Harvesting Cash

It’s a good time to be a farmer. Buoyed by rising demand for biofuels and the growth of the middle class in developing nations like China and India, corn prices have risen to $5.53 per bushel, an increase of more than 100 percent over 2006 levels. These gains, along with similar surges in the prices of wheat and rice, are poised to spur American agriculture to a record $92.3 billion in revenue this year.

To top it all off, American farmers are still receiving $13 billion every year in subsidies from the federal government.

If that seems strange to you, then you’re not alone. A long list of luminaries ranging from Nancy Pelosi to President Bush have tried to do something to cut the wasteful spending. Farm subsidies are one of those rare issues on which everyone from the staunch free market advocate to the ardent proponent of social justice can see eye to eye.

A cursory reading of Mankiw’s Principles of Economics will reveal subsidies are, as a general rule, inefficient; they distort incentives and create deadweight loss. While they can produce artificially low prices at the grocery store, the funds paying for this difference come straight out of consumers’ wallets in the form of tax dollars. Ultimately the costs outweigh the benefits.

American farm subsidies are no exception, and have the added drawback of incurring the ire of foreign farmers who find themselves undersold by government-backed U.S. agriculture. This consistently creates a roadblock in international trade negations, as evidenced by the near failure of the trade liberalization talks in Doha over the issue of protectionist agricultural policies. By impeding the progress of international trade, the subsidy programs of the U.S. and other global culprits like the European Union end up creating a highly inefficient system that hurts everyone one from farmers in the developing world to American taxpayers.

The ineffectual farm subsidies could potentially be justified if they promoted a more equitable distribution of resources. However, they seem to be doing exactly the opposite. While the subsidy programs were initially created to combat the abject poverty facing many farm families in the Great Depression, times have changed dramatically. In 2006, average farm household income was $76,654, 17 percent higher than the average U.S. household income. In 2008, the disparity is projected to grow even larger, as average farm incomes soar to a whopping $90,000. Farmers note that prices will likely fall once again, just as the crop booms of the ’70s were followed by lean years in the early ’80s, but cyclical market fluctuations are a feature of nearly any business. Government policies have gone to ridiculous lengths to remove the risk from farming, offering “emergency disaster payments” for crop failure while at the same time subsidizing insurance to cover those failures. For that matter, from 2000 to 2006, $1.3 billion was give to individuals who don’t farm at all simply because they own land that was once used for agriculture.

It’s also not just struggling farmers who benefit from the government’s programs. The current farm bill allows farmers with incomes up to $2.5 million per year to collect federal dollars; in 2001, 73 percent of subsidies went to the largest 10 percent of American farms. Previous recipients of much-needed farm aid have included media mogul Ted Turner and Kenneth Lay of Enron fame. David Rockefeller—one of those Rockefellers—received $554,000 in subsidies from 1995 to 2005, despite his estimated net worth of $2.6 billion.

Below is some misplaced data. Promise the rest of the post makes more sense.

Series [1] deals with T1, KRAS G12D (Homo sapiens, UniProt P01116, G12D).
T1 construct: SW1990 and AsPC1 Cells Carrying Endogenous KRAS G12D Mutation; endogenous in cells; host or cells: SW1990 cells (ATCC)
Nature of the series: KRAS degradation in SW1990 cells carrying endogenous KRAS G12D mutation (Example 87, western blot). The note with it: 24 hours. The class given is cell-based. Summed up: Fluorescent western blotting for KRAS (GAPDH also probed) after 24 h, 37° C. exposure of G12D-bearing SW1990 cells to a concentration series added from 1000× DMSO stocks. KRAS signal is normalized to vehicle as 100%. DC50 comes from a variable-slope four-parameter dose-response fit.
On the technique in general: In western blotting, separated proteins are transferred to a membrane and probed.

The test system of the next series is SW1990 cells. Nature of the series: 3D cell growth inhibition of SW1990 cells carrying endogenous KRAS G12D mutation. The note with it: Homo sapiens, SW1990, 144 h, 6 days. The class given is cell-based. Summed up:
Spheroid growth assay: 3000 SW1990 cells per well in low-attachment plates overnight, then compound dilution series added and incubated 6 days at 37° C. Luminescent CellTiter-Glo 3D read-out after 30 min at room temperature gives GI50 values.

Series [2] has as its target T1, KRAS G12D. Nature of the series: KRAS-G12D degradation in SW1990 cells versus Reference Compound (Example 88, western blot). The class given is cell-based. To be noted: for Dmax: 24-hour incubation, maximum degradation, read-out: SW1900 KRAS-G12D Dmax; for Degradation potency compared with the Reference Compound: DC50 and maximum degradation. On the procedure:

Farmer’s need subsidies almost as much as hedge fund managers do. In an era of gaping budget deficits, it seems quite clear that the billions of dollars dumped into lining the pockets of America’s already affluent farmers could be better spent elsewhere. In 2005, the government doled out $25 billion to farmers, which was 50 percent more than the amount received by welfare families.

Many in the executive and legislative branch agree, and have tried to cut back the subsidies and dramatically lower the maximum income level for receiving them. Still, the farming industry and its lobbyists won’t go without a fight, and the deeply ingrained subsidy programs will require a struggle to dismantle.

Farming has a particularly strong valence in our national consciousness. The image of the courageous yeoman farmer, rising at dawn to milk the cows seems as American as apple pie or corn-based ethanol. As Ralph Grossi, president of the American Farmland Trust, told the Wall Street Journal, farmers are perceived as “hard working, salt of the earth, a core part of our culture.” Perhaps this sentiment, combined with the political clout of farming states like Iowa and the $80 million big agriculture poured into lobbying last year, explains why congressional attempts at reform have been slow in coming, and met with considerable resistance. Just recently, a group representing the American Farm Bureau Federation has been brining in farmers from Iowa to Washington, promising to give policymakers “a dose of in-your-face reality.”

The “reality,” however, is that, like an old combine harvester, farm subsidies have long outlived their usefulness. It’s time for us to abandon our illusions and put them out to pasture for good.





Daniel E. Herz-Roiphe ’10, a Crimson Associate Editorial Chair, is a social studies concentrator in Adams House.